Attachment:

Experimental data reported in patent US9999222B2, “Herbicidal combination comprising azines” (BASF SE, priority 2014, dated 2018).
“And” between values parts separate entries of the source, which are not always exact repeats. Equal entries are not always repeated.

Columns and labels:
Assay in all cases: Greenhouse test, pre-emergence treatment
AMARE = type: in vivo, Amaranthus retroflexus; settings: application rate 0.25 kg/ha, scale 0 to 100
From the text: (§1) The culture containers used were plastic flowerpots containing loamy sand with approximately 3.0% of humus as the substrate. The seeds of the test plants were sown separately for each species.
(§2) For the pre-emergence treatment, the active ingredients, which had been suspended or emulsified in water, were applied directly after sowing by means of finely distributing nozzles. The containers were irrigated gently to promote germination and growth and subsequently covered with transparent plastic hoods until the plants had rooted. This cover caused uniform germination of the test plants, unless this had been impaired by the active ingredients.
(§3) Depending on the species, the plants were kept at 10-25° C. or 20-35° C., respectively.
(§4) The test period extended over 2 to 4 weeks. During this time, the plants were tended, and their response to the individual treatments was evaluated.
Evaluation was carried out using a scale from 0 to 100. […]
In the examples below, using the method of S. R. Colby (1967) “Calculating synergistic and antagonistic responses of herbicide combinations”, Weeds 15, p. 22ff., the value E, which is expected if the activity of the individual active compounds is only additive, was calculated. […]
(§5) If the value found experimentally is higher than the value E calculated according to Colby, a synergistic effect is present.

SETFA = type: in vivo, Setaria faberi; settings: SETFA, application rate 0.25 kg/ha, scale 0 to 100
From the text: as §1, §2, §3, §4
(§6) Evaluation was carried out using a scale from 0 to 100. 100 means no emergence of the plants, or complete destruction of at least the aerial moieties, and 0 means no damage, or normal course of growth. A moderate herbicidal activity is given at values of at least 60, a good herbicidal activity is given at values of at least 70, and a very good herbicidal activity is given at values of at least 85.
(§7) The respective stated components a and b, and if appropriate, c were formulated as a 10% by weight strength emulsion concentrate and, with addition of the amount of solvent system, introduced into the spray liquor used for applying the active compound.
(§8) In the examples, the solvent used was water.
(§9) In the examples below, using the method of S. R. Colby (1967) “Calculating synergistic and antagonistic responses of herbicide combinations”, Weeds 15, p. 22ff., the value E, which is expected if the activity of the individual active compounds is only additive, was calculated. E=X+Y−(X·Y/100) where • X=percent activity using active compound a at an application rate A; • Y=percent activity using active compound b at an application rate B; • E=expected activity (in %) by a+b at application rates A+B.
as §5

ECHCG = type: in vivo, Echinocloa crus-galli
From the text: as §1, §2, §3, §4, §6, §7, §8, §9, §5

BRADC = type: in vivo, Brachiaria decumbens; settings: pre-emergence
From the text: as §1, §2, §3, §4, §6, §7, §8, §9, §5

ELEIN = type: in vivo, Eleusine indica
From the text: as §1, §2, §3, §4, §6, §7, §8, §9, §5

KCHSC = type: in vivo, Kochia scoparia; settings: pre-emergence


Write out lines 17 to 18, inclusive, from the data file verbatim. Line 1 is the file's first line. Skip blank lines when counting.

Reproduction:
(§8) In the examples, the solvent used was water.
(§9) In the examples below, using the method of S. R. Colby (1967) “Calculating synergistic and antagonistic responses of herbicide combinations”, Weeds 15, p. 22ff., the value E, which is expected if the activity of the individual active compounds is only additive, was calculated. E=X+Y−(X·Y/100) where • X=percent activity using active compound a at an application rate A; • Y=percent activity using active compound b at an application rate B; • E=expected activity (in %) by a+b at application rates A+B.